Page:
OHIO SB 165
Ohio MOLST Talking Points & Questions
MOLST refers to medical orders for life-sustaining treatment. In some states, such documents are referred to as POLST, which stands for physician orders for life-sustaining treatment and similar titles. The POLST form was developed in 1991 by Oregon physicians to address a specific problem: Absent orders to the contrary, many patients who were seriously ill were receiving unwanted CPR (cardio-pulmonary resuscitation). The original intent of the form was to provide legal authority to emergency services personnel to not attempt CPR for patients who did not want it. Since then, the POLST and similar forms have expanded to address virtually any medical intervention.
MOLST goes into effect immediately regardless of the patient’s mental capacity or state of health.
Once signed and completed, “a MOLST form is valid and the instructions in it become operative and govern how the patient who is the subject of the form is to be treated with respect to hospitalization, administration or withdrawal of life-sustaining treatment and comfort care, administration of CPR and any other medical treatment specified on the form.”
Will patients or their decision makers be informed of the form’s immediate effectiveness?
Unlike an advance directive, the signature of the patient or the patient’s decision maker need not be witnessed.
Why is the protection of having a witnessed signature not part of the MOLST form?
The MOLST form need not be discussed with a physician or other health care provider.
The proposed law permits an “issuing practitioner” to sign the form. “Issuing practitioner” includes not only a physician but also a physician assistant, certified nurse practitioner or clinical nurse specialist. But nothing in the proposed legislation requires that the MOLST form be discussed with that issuing practitioner. All such communication can be carried out by a “form preparer” who is an individual who “completes the form pursuant to a practitioner’s delegation and for the practitioner’s signature.”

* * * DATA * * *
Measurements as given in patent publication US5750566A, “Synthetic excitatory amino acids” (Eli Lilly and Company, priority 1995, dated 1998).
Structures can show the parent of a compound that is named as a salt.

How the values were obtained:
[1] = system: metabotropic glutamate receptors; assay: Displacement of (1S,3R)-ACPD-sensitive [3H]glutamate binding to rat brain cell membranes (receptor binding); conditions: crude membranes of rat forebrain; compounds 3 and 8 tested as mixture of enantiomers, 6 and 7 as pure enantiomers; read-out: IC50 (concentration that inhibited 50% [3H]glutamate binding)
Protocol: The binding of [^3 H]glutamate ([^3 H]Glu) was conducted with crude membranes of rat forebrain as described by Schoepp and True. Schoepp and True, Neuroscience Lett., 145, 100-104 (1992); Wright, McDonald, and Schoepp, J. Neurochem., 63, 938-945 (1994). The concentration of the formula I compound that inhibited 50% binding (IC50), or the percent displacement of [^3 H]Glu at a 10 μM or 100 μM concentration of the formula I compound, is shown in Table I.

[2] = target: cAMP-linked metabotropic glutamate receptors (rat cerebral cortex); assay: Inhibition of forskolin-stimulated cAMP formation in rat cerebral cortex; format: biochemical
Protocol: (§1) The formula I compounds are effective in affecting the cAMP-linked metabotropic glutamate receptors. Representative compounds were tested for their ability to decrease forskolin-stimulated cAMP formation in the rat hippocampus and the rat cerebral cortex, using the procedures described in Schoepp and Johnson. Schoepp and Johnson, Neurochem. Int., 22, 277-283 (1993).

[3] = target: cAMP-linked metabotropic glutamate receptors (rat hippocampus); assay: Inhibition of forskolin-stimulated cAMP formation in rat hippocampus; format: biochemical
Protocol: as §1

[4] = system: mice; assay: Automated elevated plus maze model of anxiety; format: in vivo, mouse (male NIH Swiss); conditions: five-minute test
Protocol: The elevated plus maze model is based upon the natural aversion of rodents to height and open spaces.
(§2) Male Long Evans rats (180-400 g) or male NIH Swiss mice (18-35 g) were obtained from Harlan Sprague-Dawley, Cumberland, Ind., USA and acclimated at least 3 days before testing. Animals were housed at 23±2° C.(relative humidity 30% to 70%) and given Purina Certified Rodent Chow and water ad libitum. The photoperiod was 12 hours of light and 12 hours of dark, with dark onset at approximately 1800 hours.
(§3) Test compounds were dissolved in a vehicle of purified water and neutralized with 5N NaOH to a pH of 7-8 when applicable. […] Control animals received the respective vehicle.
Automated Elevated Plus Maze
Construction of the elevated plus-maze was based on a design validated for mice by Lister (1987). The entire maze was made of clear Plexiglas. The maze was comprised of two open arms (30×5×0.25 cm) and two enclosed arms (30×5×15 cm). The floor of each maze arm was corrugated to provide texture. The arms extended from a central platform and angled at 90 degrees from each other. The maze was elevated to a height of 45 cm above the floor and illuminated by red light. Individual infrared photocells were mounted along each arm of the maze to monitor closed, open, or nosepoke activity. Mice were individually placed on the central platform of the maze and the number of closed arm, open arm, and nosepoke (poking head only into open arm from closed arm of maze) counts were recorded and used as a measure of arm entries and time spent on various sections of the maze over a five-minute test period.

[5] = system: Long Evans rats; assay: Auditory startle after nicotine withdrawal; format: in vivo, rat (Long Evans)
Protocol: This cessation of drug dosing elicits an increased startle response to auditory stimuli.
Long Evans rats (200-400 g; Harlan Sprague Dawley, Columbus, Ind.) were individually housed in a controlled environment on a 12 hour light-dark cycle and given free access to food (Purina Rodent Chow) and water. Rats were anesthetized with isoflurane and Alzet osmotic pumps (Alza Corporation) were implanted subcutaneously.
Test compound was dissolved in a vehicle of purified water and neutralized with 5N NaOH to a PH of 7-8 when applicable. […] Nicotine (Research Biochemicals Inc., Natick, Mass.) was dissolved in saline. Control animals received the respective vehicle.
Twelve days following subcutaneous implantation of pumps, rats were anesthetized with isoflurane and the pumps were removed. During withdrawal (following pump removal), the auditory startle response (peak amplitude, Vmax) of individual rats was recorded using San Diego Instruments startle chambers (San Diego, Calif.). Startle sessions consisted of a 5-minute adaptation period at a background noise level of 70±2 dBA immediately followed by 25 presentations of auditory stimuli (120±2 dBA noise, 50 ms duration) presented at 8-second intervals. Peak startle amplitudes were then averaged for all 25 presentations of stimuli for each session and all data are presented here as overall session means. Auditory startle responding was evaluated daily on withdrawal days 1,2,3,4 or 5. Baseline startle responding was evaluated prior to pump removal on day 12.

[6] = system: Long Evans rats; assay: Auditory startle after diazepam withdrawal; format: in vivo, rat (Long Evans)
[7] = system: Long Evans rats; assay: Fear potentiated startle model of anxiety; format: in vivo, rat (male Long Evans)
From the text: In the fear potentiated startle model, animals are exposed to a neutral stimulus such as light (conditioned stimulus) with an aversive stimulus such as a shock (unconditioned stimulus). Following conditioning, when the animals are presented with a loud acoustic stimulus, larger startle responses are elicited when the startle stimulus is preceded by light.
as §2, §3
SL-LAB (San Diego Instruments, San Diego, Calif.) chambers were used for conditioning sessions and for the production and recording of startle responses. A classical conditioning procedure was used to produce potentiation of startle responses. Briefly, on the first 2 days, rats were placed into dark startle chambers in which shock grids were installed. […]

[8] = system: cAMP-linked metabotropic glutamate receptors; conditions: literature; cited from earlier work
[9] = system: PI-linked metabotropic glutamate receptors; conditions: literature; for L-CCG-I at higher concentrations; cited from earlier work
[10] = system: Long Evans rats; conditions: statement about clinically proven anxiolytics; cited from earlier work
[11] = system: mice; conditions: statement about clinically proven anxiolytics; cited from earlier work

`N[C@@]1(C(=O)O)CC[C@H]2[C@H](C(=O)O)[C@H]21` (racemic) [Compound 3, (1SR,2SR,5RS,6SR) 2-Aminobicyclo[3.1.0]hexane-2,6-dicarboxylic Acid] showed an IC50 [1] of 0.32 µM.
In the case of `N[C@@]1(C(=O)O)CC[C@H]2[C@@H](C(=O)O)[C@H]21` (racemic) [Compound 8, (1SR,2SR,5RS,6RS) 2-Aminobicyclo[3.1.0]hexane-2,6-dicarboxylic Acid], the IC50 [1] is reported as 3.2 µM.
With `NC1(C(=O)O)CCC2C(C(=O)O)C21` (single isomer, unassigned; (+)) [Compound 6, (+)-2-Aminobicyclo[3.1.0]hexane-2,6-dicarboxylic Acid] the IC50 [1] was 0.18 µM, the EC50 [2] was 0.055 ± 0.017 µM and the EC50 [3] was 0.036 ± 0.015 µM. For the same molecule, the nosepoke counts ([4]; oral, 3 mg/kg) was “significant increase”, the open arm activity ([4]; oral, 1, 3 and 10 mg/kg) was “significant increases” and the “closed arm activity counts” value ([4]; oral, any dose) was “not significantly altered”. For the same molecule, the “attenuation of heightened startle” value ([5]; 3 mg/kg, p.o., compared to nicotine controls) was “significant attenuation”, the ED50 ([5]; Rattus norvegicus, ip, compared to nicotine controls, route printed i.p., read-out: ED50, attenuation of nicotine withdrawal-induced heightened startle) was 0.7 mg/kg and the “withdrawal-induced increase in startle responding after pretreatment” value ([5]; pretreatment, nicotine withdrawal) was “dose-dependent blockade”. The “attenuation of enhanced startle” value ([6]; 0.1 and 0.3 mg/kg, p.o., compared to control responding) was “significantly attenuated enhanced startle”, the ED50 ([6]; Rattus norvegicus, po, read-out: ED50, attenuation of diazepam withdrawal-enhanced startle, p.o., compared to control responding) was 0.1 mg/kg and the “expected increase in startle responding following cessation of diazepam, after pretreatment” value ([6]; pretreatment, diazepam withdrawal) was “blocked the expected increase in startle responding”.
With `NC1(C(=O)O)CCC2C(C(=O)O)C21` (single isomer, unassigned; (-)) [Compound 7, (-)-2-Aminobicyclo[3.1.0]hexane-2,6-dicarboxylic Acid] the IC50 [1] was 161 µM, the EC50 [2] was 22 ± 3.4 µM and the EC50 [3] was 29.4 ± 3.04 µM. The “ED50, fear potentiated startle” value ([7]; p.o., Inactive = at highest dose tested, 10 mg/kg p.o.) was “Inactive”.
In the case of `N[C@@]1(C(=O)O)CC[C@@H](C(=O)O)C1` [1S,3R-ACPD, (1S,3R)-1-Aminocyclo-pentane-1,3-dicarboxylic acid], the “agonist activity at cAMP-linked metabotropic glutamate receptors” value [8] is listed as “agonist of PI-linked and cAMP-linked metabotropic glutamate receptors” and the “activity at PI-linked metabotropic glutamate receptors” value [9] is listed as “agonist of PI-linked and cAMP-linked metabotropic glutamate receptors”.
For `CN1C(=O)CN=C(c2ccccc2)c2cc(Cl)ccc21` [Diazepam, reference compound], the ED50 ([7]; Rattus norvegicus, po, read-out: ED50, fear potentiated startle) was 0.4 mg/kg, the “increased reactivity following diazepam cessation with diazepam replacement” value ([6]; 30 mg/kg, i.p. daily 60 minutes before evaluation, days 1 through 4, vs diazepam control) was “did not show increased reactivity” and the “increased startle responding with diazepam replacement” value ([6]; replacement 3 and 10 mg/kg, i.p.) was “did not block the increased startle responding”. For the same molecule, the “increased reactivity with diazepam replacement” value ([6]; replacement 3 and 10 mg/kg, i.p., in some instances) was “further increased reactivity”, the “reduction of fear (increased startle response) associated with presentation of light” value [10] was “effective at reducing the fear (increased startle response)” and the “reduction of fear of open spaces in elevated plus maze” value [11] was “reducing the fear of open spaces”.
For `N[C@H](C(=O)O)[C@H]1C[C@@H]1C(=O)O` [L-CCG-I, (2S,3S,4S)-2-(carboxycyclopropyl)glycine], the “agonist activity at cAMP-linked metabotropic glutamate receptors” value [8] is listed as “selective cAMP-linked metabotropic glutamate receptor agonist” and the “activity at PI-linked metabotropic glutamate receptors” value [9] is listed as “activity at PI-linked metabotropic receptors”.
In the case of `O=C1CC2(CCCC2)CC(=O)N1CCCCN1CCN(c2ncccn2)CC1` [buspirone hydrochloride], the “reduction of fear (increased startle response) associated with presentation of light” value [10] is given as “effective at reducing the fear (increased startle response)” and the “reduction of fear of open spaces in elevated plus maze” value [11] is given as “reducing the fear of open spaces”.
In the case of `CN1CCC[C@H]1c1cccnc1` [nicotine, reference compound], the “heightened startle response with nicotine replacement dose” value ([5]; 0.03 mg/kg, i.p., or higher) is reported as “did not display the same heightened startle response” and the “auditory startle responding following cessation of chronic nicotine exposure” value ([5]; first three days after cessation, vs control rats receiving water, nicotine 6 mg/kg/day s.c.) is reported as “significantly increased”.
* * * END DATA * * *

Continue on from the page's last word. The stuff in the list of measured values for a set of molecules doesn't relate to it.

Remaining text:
“Form preparers” who discuss the MOLST form with patients and check the boxes on the form could include chaplains, social workers, volunteers, etc. All that is required is that the form preparer be delegated that role by the issuing practitioner. (In some jurisdictions, the form preparer is referred to as a “facilitator.”)
Would the MOLST form accurately reflect a patient’s wishes?
This depends upon how the “form preparer” documents information about discussions with the patient. According to a study of such forms, there is a lack of consensus or understanding about what patients intend, leading to patients either receiving or not receiving treatment contrary to their wishes. The chief executive of one state’s program noted, “The form is only as good as the conversation.”